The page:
‘I need to know what my son died for given that Iraq is now worse than it was before and has become a fermenting ground for terrorism.

‘Sir John doesn’t seem to understand that these are real people that have lost loved ones.’ Valerie O’Neill, whose 27-year-old son Kris was killed by a roadside bomb in 2007, said: ‘We’ve waited long enough for this report into an illegal war.

‘We’ve all been promised this report but it’s been delay after delay after delay. How many more years do we have to wait?

‘Some people hoped we would go away quietly, but we won’t. We deserve the answers about why our children died, and we won’t give up until we get them.’

The family of Staff Sergeant Sharron Elliott, killed when her boat was blown up in the Shatt al-Arab waterway between Iraq and Iran in 2006, are also among those taking part in the legal challenge.

General Sir Michael Rose, a former SAS commander who is backing the families’ fight, said: ‘If justice and fairness is not primarily afforded to those who have been most damaged – in this case the Iraq families as well as the soldiers, sailors and airmen who have been injured – then Chilcot has got it terribly wrong.’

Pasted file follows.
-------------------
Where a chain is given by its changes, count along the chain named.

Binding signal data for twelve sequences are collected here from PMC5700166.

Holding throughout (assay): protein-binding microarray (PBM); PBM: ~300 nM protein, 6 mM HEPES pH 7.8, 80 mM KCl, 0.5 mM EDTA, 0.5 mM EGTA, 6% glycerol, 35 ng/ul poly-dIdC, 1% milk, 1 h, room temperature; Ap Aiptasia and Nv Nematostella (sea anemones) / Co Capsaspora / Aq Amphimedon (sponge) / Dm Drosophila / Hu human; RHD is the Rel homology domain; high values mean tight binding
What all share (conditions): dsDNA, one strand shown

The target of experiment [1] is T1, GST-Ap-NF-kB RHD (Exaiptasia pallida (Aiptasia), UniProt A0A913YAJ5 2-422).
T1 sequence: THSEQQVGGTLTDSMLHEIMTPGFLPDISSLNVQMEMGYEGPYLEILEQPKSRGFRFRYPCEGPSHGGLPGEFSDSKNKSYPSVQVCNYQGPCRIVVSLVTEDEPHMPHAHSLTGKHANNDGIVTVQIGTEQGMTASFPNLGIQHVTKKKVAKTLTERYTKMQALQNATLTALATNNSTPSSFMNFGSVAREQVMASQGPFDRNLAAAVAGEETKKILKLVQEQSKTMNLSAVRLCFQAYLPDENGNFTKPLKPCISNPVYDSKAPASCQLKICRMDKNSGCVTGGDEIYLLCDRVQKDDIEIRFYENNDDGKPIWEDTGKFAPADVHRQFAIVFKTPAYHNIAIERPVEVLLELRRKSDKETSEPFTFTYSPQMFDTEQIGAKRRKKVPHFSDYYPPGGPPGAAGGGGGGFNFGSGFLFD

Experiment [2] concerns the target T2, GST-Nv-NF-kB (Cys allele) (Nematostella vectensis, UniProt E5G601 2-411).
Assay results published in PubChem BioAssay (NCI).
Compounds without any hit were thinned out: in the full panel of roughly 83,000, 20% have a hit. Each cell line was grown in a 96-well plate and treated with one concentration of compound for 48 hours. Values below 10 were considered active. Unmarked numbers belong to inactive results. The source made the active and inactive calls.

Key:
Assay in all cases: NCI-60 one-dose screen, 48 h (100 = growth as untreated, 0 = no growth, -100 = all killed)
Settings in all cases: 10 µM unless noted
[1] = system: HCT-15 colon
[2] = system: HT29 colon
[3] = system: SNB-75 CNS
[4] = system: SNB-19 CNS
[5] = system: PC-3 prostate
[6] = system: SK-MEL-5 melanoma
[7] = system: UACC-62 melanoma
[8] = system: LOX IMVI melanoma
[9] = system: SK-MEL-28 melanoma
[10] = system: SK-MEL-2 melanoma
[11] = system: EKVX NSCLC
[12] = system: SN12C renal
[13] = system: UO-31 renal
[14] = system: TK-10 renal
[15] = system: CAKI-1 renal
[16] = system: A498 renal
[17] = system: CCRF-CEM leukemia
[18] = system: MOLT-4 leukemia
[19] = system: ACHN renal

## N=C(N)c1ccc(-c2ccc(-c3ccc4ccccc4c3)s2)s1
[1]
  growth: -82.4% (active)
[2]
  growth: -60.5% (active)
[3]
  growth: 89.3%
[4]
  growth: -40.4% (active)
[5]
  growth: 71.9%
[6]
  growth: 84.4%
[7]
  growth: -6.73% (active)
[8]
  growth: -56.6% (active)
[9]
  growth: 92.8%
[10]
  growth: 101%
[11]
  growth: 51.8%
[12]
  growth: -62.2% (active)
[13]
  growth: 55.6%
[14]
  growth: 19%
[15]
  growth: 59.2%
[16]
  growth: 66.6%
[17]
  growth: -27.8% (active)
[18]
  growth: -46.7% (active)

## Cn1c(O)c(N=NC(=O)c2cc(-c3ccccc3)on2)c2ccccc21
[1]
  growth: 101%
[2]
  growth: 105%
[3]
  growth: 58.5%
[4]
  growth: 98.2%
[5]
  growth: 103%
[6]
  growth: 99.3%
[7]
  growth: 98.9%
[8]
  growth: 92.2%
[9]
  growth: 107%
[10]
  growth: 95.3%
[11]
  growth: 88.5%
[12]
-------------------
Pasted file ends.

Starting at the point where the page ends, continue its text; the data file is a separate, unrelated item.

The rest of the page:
Delays have been caused by a stand-off between the inquiry and Cabinet Secretary Sir Jeremy Heywood – nicknamed ‘Sir Cover-Up’ – over the publication of conversations and communications between Mr Blair and George W Bush.

The families have requested all the documents relating to the Maxwellisation process. But, crucially, the demand is ‘not necessarily limited to’ these files – meaning other significant papers could be handed over.

Their lawyers say the Maxwellisation process is a convention not set down in law, and should not have led to ‘interminable’ delays.

They say that Sir John, 76, has breached the inquiry’s own protocols by not setting an end date.

The inquiry sent letters to witnesses, including Mr Blair, warning them of any likely criticisms at the end of last year. But some are believed to be dragging out the process to hold-up the report in a bid to avoid criticism.